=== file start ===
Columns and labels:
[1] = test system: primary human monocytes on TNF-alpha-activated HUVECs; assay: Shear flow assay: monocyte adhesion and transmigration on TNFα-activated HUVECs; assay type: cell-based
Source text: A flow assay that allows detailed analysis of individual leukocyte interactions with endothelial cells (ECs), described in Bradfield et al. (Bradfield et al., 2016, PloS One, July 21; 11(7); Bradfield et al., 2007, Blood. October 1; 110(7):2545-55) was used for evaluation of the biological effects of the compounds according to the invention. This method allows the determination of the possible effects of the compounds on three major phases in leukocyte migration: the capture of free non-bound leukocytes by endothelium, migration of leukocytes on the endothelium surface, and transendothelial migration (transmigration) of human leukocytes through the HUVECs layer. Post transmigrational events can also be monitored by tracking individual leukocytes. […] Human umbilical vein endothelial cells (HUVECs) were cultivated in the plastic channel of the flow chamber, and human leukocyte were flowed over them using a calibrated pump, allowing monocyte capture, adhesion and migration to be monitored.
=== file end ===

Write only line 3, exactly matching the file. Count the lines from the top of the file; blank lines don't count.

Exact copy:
Source text: A flow assay that allows detailed analysis of individual leukocyte interactions with endothelial cells (ECs), described in Bradfield et al. (Bradfield et al., 2016, PloS One, July 21; 11(7); Bradfield et al., 2007, Blood. October 1; 110(7):2545-55) was used for evaluation of the biological effects of the compounds according to the invention. This method allows the determination of the possible effects of the compounds on three major phases in leukocyte migration: the capture of free non-bound leukocytes by endothelium, migration of leukocytes on the endothelium surface, and transendothelial migration (transmigration) of human leukocytes through the HUVECs layer. Post transmigrational events can also be monitored by tracking individual leukocytes. […] Human umbilical vein endothelial cells (HUVECs) were cultivated in the plastic channel of the flow chamber, and human leukocyte were flowed over them using a calibrated pump, allowing monocyte capture, adhesion and migration to be monitored.